I Love You. What Can I Do?Friday, January 6, 2017
This is the 5th in a series of letters about how Cancer is Personal. This one is from Tina Adams, a lifelong friend of Sheila Walsh – a member of The H Foundation Advisory Board who is currently fighting stage 4 metastatic bladder cancer.
Sheila getting cancer was like me getting cancer. We've been friends since we were 10 years old. "Best friends" is what you say at that age. Now, 40 years later, we're more or less "sisters." We've grown-up together. So when Sheila was diagnosed at age 48, I realized my own mortality. Even worse, my daughter realized my mortality. I've always known that cancer is personal, but this, this is something different - entirely different. My best friend, she's fighting for her life. Her children, they're scared and sad. And me, I don't even know the words that express exactly how I feel. I do know that when I looked into my own daughter's eyes after she found out about Sheila, a woman who is a second mother to her, I saw terror. And I knew, right then, THIS COULD BE ME.
Cancer runs in my family - many of my aunts and uncles are gone because of it. Even my father died from the after effects of cancer. When that happened, I grieved as a daughter. But this is different. This is Sheila. I know Sheila. I am Sheila. We thought we were going to be gray-haired, sitting in rocking chairs, laughing and smiling together over the shared life behind us. Now that dream may never come true. Yet I can't imagine a world without her. There is not supposed to be a world without her. We're only 50.
No surprise, Sheila chose to undergo chemo. I knew, instinctively, she would choose to be here, to fight for more time with her husband, with her kids . . . with me. But that doesn't mean the choice was easy. While taking care of her during chemo, Sheila told me about a dream she'd had. Conor, her 14 year old, was hurt, or lost. She was desperately trying to reach him, to save him. But the dream kept slipping away, changing. Now she was the one lost. When Sheila told me this, she was tired, beat down from chemo, wondering out-loud if she could take any more. "I know you," I told her. "I know you. You need to be here. You need to keep fighting."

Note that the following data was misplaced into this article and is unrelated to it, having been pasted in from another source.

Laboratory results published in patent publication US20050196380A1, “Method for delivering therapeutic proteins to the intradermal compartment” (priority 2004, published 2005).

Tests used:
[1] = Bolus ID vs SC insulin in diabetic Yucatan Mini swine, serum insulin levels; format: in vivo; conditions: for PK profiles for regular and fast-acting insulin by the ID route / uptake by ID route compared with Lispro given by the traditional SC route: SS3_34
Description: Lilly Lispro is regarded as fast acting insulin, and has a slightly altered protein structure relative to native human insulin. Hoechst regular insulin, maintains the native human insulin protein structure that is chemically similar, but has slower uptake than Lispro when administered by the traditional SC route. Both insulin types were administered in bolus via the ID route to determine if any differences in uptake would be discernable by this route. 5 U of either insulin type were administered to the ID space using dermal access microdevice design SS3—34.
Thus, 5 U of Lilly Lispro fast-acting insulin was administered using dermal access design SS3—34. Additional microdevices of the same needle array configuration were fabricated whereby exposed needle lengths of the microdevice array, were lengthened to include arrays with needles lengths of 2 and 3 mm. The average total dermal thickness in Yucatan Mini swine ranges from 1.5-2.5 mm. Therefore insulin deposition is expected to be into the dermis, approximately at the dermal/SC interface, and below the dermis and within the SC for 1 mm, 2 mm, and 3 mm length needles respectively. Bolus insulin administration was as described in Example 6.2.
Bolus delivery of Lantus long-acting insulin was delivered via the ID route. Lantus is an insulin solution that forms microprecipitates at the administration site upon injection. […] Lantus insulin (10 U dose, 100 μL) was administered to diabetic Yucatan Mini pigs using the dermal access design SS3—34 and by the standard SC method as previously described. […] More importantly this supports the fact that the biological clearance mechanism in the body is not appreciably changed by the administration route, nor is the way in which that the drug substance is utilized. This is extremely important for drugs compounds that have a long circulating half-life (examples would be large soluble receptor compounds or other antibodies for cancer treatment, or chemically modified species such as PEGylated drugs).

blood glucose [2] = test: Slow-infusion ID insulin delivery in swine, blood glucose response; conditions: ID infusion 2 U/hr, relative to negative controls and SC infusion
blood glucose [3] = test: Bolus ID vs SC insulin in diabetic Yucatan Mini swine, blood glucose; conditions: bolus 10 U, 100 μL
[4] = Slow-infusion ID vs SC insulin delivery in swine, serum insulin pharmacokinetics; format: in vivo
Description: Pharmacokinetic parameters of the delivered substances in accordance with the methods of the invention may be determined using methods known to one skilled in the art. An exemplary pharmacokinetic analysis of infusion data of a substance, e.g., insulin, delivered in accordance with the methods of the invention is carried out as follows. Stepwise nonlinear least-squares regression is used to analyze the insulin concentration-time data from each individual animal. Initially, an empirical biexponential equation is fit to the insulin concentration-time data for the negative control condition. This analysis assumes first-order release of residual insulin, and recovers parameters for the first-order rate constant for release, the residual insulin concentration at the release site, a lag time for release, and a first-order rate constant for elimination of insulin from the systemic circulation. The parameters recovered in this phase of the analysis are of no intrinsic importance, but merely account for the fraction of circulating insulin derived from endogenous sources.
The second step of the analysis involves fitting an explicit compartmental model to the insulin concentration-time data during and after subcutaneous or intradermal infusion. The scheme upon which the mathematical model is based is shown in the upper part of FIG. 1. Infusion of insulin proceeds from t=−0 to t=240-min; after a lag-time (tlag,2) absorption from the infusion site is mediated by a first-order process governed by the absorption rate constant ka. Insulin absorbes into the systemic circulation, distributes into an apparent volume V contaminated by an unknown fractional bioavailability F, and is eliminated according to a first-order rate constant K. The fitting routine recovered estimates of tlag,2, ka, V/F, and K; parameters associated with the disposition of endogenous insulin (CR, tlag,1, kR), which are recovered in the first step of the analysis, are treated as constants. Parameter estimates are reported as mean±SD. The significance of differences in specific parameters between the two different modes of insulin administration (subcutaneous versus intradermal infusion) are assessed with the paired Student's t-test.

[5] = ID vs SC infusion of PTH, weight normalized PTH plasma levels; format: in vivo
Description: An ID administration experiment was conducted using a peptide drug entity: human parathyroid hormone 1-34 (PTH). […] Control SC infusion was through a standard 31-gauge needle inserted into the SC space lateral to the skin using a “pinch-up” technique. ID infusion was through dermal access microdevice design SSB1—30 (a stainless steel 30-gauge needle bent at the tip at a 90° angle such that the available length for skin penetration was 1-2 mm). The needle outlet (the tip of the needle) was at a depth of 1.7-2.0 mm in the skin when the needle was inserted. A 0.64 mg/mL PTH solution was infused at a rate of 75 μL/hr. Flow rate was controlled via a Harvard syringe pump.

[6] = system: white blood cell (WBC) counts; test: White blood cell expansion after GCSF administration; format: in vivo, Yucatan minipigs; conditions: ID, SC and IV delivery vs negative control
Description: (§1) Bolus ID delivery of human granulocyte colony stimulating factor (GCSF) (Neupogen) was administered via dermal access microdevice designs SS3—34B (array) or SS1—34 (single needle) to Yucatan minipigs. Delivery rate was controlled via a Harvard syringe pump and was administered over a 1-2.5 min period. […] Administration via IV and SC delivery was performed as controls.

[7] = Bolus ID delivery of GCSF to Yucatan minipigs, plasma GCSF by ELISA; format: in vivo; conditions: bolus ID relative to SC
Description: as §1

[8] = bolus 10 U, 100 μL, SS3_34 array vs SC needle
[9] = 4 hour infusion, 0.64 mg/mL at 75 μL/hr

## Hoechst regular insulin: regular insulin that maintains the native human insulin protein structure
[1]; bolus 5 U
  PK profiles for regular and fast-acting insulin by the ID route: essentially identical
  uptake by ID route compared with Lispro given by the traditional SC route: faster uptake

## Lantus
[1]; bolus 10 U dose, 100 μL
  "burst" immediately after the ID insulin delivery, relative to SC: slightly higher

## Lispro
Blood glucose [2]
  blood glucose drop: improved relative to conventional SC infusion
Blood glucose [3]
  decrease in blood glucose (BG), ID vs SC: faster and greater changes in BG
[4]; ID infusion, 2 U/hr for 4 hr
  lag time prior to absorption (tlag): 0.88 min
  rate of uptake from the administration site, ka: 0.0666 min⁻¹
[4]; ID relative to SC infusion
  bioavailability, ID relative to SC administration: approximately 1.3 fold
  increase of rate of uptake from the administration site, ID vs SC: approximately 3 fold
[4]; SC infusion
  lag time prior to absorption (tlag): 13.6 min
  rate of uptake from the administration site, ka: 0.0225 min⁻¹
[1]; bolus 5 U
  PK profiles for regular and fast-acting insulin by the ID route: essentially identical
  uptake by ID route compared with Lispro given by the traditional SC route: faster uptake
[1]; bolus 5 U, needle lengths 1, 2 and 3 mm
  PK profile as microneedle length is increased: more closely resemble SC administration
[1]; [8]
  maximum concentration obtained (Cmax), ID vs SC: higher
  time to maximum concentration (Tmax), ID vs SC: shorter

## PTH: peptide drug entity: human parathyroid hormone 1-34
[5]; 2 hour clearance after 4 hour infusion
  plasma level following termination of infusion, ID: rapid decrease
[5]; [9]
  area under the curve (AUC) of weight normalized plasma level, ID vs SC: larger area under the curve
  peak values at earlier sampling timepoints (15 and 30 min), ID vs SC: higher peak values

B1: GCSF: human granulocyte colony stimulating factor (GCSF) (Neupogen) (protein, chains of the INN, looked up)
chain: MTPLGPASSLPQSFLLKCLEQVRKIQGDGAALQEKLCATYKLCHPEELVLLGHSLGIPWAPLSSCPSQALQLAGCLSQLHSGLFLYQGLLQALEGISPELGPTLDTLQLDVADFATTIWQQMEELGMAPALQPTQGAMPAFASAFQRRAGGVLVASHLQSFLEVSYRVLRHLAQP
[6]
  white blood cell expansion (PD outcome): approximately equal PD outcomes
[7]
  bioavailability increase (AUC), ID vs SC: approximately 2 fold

I know choosing to live doesn't seem like a hard decision. But the treatment, the so-called "cure" for cancer, as it is now, can be devastating. So devastating, in fact, that the decision really is: how much of yourself are you willing to lose? What will you be known as? Today, cancer makes "the mom who jogs 5 miles a day" quickly become "the mom who sleeps on the couch." Or worse. But I don't think Sheila spent much time mourning the loss of who she was. Instead, the day after that dream, she was up early. Just like a million other moms, she went to the grocery store. Bald-headed, she said "Here I am world . . . This is me."
If you're like me, if you have a friend like Sheila, then you've probably said these words: "I love you. What can I do?" Working to help fund the research that will cure, truly cure cancer, might be one of those things. Not the only thing. Not the most important thing. But something, something that will one day mean everything to a mother, to a friend, to a sister.
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